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February 17, 1900


JAMA. 1900;XXXIV(7):432-433. doi:10.1001/jama.1900.02460070048005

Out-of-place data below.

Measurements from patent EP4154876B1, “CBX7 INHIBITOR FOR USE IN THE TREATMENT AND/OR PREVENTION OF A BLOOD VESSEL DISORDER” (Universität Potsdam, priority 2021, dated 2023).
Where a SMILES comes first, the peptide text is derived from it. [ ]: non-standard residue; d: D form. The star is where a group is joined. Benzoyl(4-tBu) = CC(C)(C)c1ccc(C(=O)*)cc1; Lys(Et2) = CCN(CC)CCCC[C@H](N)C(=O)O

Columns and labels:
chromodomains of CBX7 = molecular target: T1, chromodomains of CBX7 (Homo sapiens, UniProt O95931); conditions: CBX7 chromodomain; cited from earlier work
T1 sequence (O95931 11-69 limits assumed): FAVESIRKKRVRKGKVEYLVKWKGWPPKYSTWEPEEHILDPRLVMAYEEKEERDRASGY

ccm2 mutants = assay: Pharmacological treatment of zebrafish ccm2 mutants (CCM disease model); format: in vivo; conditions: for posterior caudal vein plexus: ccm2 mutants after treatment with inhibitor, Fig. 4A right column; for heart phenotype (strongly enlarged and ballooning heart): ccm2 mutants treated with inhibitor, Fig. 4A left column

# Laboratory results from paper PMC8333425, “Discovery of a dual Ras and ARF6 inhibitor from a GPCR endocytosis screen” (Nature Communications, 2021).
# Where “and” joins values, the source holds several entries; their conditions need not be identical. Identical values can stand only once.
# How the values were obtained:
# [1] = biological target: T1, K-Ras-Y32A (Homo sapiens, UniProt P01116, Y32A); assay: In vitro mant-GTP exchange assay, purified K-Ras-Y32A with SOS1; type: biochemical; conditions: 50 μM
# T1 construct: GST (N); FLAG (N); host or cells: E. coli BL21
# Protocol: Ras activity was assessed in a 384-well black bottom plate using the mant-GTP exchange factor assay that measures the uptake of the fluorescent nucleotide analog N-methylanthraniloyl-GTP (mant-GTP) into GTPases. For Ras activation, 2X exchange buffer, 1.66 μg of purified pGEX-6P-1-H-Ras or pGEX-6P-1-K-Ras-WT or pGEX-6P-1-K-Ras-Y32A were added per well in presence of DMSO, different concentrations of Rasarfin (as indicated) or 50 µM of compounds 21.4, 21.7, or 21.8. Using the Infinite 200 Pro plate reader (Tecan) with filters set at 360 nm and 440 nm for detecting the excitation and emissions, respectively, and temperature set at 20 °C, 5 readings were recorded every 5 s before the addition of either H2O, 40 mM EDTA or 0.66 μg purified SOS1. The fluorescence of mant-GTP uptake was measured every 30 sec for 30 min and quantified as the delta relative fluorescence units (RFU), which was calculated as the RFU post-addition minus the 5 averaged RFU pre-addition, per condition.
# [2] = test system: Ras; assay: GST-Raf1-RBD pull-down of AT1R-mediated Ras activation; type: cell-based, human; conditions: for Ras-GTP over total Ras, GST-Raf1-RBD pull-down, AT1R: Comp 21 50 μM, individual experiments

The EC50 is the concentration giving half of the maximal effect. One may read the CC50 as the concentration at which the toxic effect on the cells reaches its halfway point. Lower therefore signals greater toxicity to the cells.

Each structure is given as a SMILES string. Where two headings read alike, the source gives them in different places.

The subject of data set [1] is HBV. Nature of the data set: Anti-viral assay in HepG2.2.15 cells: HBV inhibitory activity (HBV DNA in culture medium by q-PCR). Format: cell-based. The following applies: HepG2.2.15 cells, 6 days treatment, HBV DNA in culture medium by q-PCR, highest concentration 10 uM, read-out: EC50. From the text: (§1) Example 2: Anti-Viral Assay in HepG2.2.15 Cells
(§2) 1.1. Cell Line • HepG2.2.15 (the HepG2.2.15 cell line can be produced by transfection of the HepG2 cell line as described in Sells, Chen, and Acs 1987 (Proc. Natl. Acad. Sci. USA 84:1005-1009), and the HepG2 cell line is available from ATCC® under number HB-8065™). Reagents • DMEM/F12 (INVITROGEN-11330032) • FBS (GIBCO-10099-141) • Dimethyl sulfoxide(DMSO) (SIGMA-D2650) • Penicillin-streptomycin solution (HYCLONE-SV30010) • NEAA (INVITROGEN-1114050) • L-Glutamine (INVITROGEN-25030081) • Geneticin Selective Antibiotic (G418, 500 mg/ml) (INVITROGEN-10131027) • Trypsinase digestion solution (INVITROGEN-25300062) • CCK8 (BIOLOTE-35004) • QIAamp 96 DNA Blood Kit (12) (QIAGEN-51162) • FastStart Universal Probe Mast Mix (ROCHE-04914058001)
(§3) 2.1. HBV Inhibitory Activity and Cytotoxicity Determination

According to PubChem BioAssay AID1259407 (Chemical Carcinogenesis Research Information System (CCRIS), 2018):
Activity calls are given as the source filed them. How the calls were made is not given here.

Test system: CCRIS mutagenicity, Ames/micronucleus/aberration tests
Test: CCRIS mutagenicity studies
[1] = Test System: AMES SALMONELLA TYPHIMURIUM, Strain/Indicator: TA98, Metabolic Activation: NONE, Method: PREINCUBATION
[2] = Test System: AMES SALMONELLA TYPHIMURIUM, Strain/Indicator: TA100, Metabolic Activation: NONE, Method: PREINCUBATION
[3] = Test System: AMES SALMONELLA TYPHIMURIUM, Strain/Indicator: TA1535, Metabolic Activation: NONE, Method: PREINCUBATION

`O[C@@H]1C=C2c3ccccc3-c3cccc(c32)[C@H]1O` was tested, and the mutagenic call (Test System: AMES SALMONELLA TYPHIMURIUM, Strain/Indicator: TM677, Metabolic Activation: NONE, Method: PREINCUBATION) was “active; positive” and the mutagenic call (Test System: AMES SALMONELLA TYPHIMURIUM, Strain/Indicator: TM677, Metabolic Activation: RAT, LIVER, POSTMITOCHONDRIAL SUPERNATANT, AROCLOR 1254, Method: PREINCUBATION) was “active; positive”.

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So conclusive is the evidence in support of the efficacy of vaccination and revaccination in the prevention of smallpox that there would be no occasion for extended discussion of this subject were not attempts persistently made to discredit the statistics or to attribute the results to other influences. It can not be succesfully denied that the prevalence of, as well as the mortality from, smallpox has diminished enormously since the general adoption of vaccination and revaccination. In addition, the severity of the disease in individual cases has diminished, and disastrous complications, so commonly observed in the past, are to-day rare and exceptional; and there is practically no evidence whatever that this improved condition of affairs can be ascribed in any notable degree to any other factor or combination of factors. There is absolutely no ground for the opposition that is manifested in some places to this most beneficent procedure.


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